/hawr"hownd', hohr"-/, n.
1. an Old World plant, Marrubium vulgare, of the mint family, having downy leaves and small, whitish flowers, and containing a bitter, medicinal juice that is used as an expectorant, vermifuge, and laxative.
2. any of various plants of the mint family.
3. a brittle candy or lozenge flavored with horehound extract.
Also, hoarhound.
[bef. 1000; ME horehune, OE harhune, equiv. to har gray, HOAR + hune horehound]

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also spelled  hoarhound,  also called  white horehound 

      (Marrubium vulgare), bitter perennial herb of the mint family (Lamiaceae) whose leaves and flowering tops are used as flavouring for beverages and candies and as a traditional medicine. Infusions or extracts of horehound in the form of syrups, beverages, or lozenges are popular in the United States as remedies for coughs and minor pulmonary disturbances. Native to Europe, North Africa, and Central Asia, horehound is naturalized in North America. It is cultivated in Great Britain and is occasionally found as an escape, growing wild on drier soils.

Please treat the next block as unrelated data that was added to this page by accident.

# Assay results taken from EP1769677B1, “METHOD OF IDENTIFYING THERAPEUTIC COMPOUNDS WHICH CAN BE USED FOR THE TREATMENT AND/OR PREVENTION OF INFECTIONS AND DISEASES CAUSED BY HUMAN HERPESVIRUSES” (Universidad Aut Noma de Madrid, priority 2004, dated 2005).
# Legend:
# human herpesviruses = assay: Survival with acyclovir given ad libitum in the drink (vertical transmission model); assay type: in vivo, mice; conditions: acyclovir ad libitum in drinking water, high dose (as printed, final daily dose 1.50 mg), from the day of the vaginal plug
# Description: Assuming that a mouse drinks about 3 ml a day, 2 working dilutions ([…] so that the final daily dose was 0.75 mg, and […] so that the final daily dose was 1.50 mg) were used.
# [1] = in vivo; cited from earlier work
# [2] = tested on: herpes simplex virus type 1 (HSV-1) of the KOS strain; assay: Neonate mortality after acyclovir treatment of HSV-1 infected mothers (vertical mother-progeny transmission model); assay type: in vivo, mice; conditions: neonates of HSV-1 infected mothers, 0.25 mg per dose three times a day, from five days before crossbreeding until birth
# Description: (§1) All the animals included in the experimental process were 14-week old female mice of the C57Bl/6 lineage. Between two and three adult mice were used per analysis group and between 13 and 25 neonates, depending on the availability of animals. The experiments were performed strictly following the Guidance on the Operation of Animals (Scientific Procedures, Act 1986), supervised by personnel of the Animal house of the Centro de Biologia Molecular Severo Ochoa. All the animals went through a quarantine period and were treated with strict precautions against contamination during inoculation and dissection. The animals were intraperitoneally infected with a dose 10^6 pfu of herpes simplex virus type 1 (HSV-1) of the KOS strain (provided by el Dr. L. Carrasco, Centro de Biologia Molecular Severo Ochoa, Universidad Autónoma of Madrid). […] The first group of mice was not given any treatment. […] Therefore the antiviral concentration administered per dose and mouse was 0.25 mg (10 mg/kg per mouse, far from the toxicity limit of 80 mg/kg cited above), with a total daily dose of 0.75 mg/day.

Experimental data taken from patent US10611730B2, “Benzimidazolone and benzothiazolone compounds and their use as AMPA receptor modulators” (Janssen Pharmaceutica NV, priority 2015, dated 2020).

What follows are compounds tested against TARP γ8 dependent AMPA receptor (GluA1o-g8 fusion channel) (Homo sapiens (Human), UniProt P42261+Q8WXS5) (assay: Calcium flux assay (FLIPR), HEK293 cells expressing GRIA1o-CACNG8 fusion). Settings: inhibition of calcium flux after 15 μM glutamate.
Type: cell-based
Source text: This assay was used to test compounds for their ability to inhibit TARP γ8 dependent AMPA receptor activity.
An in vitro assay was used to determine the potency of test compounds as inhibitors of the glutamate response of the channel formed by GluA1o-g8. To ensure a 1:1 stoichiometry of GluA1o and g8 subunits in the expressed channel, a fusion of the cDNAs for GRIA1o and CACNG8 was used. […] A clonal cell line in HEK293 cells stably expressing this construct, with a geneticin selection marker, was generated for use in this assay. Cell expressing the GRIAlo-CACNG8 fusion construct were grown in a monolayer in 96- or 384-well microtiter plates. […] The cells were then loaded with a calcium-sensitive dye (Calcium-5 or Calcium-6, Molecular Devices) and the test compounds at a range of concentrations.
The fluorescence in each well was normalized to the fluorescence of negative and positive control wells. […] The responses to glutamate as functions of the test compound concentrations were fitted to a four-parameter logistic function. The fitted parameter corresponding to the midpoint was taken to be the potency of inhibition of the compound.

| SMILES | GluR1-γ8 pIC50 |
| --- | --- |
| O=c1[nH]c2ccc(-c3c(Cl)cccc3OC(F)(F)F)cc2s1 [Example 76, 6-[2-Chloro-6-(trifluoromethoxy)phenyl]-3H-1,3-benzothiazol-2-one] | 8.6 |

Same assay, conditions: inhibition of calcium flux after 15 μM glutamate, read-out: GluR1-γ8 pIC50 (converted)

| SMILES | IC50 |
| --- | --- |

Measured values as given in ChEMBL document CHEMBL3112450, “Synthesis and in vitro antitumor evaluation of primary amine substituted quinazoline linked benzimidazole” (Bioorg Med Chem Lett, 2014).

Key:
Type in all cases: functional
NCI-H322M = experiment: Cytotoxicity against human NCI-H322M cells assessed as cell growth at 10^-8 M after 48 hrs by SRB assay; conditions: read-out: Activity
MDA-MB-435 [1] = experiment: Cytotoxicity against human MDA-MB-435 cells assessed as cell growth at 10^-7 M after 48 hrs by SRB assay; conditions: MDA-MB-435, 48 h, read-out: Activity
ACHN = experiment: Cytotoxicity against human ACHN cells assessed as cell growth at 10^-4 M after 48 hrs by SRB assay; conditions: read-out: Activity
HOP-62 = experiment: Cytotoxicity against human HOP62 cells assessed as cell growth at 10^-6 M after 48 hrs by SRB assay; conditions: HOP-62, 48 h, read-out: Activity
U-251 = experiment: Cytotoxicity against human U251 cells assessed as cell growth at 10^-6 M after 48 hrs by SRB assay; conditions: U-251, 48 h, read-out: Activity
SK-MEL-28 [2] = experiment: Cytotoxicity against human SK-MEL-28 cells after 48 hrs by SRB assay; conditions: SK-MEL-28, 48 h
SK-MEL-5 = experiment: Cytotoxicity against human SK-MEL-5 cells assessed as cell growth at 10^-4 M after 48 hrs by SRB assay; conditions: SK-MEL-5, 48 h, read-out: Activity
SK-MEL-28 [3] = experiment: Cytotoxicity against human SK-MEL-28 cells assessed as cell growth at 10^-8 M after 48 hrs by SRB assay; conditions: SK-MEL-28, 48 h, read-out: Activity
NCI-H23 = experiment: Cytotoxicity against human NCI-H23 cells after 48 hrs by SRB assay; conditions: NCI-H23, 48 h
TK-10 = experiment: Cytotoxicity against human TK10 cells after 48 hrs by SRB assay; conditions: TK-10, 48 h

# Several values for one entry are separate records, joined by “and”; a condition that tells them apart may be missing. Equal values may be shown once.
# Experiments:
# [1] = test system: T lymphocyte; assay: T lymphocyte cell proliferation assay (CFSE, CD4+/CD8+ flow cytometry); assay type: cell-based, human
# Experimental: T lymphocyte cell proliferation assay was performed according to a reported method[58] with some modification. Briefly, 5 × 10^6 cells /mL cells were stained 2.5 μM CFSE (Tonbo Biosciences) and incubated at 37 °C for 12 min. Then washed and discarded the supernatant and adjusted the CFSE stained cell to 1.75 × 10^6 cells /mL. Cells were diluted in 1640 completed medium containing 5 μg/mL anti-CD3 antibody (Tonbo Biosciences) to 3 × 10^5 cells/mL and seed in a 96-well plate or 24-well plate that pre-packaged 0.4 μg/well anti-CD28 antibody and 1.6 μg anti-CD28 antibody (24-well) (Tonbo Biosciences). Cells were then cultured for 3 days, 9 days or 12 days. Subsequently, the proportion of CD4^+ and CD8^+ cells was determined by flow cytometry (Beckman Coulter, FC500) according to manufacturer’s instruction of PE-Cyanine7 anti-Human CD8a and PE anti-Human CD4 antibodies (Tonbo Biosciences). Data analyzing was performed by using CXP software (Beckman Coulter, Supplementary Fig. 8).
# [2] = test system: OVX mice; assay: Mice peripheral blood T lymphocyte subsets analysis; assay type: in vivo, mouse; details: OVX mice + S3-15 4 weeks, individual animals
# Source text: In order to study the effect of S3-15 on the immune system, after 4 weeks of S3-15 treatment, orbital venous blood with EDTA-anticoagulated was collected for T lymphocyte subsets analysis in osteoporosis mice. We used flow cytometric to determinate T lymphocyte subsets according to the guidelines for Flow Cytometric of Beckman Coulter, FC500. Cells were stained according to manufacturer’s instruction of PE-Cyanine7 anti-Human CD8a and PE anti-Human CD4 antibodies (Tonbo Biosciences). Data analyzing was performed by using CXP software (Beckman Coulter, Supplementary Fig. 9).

The plant is coarse, strongly aromatic, and less than 1 metre (3 feet) tall. Its blunt-toothed, broad, oval leaves are woolly white below and pale green and downy above. The flowers are small, whitish, and densely clustered in axillary whorls.

      Black horehound (Ballota nigra) is a hairy perennial herb with a fetid odour, belonging to the same family. It has purplish flowers and lacks the woolly white appearance of white horehound. It is sometimes used to adulterate extracts of white horehound. It is native to the same regions as white horehound and is naturalized in North America.

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Universalium. 2010.

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